Hawks Bay 39:77° S: 176:74° E

SV Jenny
Alan Franklin/Lynne Gane
Tue 17 May 2016 10:51
Dear Family and Friends,

13th May 2016

I have had a lovely day for my birthday today, the simple pleasures as they say are best. We hired cycles and biked around the coast, river and vineyards just south of Napier. The weather was sunny and a balmy 20+C, a bit breezy when cycling into a head wind, but otherwise just splendid. It’s hard to think of it being their winter season, it was like a lovely English summer’s day, but for the autumn colours and the crunching of leaves beneath our wheels.

 Hawks Bay, home of some luscious red and white whites wines, sits almost in its own micro climate,  gently rolling farmland surrounded by a semicircle of mountains, it is warmer than the west and central parts and we are now chasing the warmer weather as we slide further into autumn. Our cycle ride took in vineyards, their grapes already wine, in rich gold and crimsons, the banks of a gravel bed river and a cow jacking. Three of steers moved to block the cycle track along the old railway embankment, curious, they made a fuss about moving, staring us down! 

Of course you can’t leave the area without a wine tasting at one of the estates so we chose Clear view. An excellent lunch platter of smoked and marinated meat and fish, game salami, relishes and cheese washed down with a glass of Semillion with a hint of smokiness. Their reds are on the whole a lighter style to the other new world wines.  The next big wine fashion might be Sauvignon Gris, a varietal new to me, which was fresh and fruity. Who knows, but you read it here.Their Chardonnay's are award winning too with a delicate oaking unlike many of the more familiar Australian ones, but although very pleasant we preferred the wines of Martinborough.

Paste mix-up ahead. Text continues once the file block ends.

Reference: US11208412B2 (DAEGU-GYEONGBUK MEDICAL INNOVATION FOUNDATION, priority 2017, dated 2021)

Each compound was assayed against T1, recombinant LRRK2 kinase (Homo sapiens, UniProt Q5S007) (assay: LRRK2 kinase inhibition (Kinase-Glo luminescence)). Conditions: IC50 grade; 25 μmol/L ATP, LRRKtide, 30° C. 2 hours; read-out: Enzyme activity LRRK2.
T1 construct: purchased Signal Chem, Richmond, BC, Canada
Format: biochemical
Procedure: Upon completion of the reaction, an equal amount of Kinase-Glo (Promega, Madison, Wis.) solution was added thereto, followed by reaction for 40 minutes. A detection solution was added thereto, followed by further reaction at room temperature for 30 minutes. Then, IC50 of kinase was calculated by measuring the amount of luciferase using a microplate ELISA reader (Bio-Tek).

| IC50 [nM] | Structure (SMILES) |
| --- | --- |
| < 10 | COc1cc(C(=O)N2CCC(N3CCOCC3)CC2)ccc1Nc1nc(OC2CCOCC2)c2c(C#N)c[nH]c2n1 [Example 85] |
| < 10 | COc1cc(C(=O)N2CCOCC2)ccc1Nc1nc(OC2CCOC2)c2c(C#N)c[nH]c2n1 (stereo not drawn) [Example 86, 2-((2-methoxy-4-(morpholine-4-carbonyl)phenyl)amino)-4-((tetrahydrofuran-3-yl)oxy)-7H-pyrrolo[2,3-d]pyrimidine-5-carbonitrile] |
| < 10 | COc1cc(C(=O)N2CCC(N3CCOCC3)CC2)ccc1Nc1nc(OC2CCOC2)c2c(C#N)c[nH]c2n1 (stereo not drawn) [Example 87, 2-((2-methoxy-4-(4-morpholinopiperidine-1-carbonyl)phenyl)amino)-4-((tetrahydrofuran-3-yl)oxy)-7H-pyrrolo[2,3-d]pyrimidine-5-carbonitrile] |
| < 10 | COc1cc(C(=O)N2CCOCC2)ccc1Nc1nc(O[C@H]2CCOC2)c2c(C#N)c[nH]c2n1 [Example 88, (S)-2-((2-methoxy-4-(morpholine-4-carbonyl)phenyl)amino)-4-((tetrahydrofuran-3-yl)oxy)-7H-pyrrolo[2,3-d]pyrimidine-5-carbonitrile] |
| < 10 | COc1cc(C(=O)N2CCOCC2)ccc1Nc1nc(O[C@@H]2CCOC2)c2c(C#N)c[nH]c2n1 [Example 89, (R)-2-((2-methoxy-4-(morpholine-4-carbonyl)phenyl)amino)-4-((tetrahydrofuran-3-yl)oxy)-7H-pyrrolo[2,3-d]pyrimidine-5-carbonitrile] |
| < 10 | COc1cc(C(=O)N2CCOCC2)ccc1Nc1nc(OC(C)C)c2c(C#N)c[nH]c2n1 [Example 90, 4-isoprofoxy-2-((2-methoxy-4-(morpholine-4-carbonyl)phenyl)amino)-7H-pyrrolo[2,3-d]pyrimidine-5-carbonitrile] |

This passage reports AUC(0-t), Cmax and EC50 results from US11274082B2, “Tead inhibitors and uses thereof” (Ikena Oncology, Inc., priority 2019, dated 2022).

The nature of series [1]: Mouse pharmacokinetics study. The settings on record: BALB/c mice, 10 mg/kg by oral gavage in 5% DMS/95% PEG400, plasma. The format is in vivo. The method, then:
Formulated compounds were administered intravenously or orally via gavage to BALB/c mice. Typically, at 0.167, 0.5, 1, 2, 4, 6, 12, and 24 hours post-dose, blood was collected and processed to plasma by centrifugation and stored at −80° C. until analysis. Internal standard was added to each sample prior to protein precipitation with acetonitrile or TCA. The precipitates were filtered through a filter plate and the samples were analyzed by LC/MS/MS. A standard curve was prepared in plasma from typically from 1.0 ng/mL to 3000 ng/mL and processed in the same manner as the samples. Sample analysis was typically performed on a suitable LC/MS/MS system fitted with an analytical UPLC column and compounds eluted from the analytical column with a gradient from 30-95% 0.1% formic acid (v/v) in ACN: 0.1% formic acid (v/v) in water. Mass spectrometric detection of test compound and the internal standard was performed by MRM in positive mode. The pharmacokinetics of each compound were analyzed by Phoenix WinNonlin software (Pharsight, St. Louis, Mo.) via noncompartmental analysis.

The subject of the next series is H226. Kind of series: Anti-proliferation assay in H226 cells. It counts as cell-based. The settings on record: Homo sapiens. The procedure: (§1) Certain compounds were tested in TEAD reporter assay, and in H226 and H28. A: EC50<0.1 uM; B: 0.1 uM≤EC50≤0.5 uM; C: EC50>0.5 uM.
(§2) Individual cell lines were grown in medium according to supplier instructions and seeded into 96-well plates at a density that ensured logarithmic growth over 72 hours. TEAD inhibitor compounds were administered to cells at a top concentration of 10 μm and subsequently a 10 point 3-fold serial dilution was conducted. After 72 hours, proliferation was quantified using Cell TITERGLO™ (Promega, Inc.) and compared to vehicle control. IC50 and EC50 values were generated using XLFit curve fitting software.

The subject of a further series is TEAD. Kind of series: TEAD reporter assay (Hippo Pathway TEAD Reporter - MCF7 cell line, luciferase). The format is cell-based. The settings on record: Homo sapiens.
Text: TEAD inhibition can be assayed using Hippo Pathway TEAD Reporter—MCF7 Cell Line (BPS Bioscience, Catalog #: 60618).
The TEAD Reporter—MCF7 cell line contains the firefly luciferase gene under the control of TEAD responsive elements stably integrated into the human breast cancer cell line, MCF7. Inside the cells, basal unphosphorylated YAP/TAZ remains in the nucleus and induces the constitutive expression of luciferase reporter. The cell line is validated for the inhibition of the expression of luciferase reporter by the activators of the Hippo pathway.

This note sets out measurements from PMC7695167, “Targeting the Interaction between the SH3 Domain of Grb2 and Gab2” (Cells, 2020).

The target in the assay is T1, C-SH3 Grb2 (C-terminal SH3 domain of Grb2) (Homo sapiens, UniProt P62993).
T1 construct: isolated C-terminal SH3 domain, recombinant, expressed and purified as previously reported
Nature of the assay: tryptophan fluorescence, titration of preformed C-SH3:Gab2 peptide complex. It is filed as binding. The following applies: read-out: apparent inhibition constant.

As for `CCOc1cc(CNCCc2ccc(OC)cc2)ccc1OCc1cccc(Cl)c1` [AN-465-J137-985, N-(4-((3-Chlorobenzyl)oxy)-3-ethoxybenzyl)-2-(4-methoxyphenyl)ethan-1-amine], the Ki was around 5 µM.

By this time my pedaling was a little wobbly, must have been the extra wine in the basket! So we swapped the bikes for the van and headed for the beach to watch the sun go down.

A little round up of the previous week include retracing our steps to Rotorua where we finally managed to see a famous geyser, national schools of Maori carving and weaving, the equally famous bubbling mud, well known for its healing and cosmetic qualities. The Rotorua bath house charged their clients to be immersed up to their necks in it. Helpfully the bath house provided them with a list of ingredients that read like a chemistry shopping list for some awful experiment.

We followed up with a trip to see the blue and green lakes, white rhyollite and sandstone bottoms respectively responsible for those colours, and finally a bush walk to the shores of Lake Tarawera via the ruins of a village buried under the ash and mud from the 1886 volcanic eruption of Mt Tarawera. Although we didn’t get to the hot springs beach, a little further away down the edge of the large lake, we did mange a few quiet moments of reflection on the lake shore, its absolute stillness broken only by the seemingly loud buzzing of the insects and bees in the Manuka bushes.

We still have bags of time before our flights, a little frustrating if we are honest, there are projects to be doing at home, but we are still loving NZ and will move onto the Gisbourne peninsula soon.

All our best,

Lynne and Alan